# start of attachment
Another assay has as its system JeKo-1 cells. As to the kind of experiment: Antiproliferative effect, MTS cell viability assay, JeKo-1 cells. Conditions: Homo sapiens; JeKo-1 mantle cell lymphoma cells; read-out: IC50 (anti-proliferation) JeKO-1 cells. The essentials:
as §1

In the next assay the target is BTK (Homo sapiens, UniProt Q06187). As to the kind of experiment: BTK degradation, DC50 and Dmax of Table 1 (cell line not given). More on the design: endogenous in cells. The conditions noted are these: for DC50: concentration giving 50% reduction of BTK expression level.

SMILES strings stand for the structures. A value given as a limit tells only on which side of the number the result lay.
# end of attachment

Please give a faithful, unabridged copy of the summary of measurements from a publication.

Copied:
Another assay has as its system JeKo-1 cells. As to the kind of experiment: Antiproliferative effect, MTS cell viability assay, JeKo-1 cells. Conditions: Homo sapiens; JeKo-1 mantle cell lymphoma cells; read-out: IC50 (anti-proliferation) JeKO-1 cells. The essentials:
as §1

In the next assay the target is BTK (Homo sapiens, UniProt Q06187). As to the kind of experiment: BTK degradation, DC50 and Dmax of Table 1 (cell line not given). More on the design: endogenous in cells. The conditions noted are these: for DC50: concentration giving 50% reduction of BTK expression level.

SMILES strings stand for the structures. A value given as a limit tells only on which side of the number the result lay.